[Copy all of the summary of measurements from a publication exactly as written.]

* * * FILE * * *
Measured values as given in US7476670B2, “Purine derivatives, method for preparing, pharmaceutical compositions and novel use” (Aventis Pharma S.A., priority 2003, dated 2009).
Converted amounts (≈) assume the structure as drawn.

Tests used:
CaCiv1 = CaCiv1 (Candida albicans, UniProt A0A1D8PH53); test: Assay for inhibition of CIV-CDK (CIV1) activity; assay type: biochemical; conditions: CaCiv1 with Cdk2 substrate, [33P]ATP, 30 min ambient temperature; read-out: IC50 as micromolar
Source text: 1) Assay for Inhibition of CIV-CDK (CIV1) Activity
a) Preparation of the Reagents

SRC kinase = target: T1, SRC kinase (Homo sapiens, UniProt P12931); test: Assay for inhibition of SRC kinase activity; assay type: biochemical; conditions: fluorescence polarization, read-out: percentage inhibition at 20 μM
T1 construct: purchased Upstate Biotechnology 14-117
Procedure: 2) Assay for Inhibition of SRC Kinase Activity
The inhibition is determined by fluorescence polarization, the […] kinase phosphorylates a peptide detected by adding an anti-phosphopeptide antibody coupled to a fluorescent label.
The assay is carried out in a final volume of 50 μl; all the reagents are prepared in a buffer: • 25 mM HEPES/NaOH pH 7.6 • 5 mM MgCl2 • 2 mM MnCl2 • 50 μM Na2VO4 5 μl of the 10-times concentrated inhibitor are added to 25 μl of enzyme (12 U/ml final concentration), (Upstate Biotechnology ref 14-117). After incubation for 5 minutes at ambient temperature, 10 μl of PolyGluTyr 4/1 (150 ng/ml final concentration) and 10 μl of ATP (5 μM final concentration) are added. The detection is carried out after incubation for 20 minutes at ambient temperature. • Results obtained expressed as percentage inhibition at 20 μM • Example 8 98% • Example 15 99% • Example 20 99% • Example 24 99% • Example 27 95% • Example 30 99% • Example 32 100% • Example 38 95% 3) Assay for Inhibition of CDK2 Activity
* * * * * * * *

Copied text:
Measured values as given in US7476670B2, “Purine derivatives, method for preparing, pharmaceutical compositions and novel use” (Aventis Pharma S.A., priority 2003, dated 2009).
Converted amounts (≈) assume the structure as drawn.

Tests used:
CaCiv1 = CaCiv1 (Candida albicans, UniProt A0A1D8PH53); test: Assay for inhibition of CIV-CDK (CIV1) activity; assay type: biochemical; conditions: CaCiv1 with Cdk2 substrate, [33P]ATP, 30 min ambient temperature; read-out: IC50 as micromolar
Source text: 1) Assay for Inhibition of CIV-CDK (CIV1) Activity
a) Preparation of the Reagents

SRC kinase = target: T1, SRC kinase (Homo sapiens, UniProt P12931); test: Assay for inhibition of SRC kinase activity; assay type: biochemical; conditions: fluorescence polarization, read-out: percentage inhibition at 20 μM
T1 construct: purchased Upstate Biotechnology 14-117
Procedure: 2) Assay for Inhibition of SRC Kinase Activity
The inhibition is determined by fluorescence polarization, the […] kinase phosphorylates a peptide detected by adding an anti-phosphopeptide antibody coupled to a fluorescent label.
The assay is carried out in a final volume of 50 μl; all the reagents are prepared in a buffer: • 25 mM HEPES/NaOH pH 7.6 • 5 mM MgCl2 • 2 mM MnCl2 • 50 μM Na2VO4 5 μl of the 10-times concentrated inhibitor are added to 25 μl of enzyme (12 U/ml final concentration), (Upstate Biotechnology ref 14-117). After incubation for 5 minutes at ambient temperature, 10 μl of PolyGluTyr 4/1 (150 ng/ml final concentration) and 10 μl of ATP (5 μM final concentration) are added. The detection is carried out after incubation for 20 minutes at ambient temperature. • Results obtained expressed as percentage inhibition at 20 μM • Example 8 98% • Example 15 99% • Example 20 99% • Example 24 99% • Example 27 95% • Example 30 99% • Example 32 100% • Example 38 95% 3) Assay for Inhibition of CDK2 Activity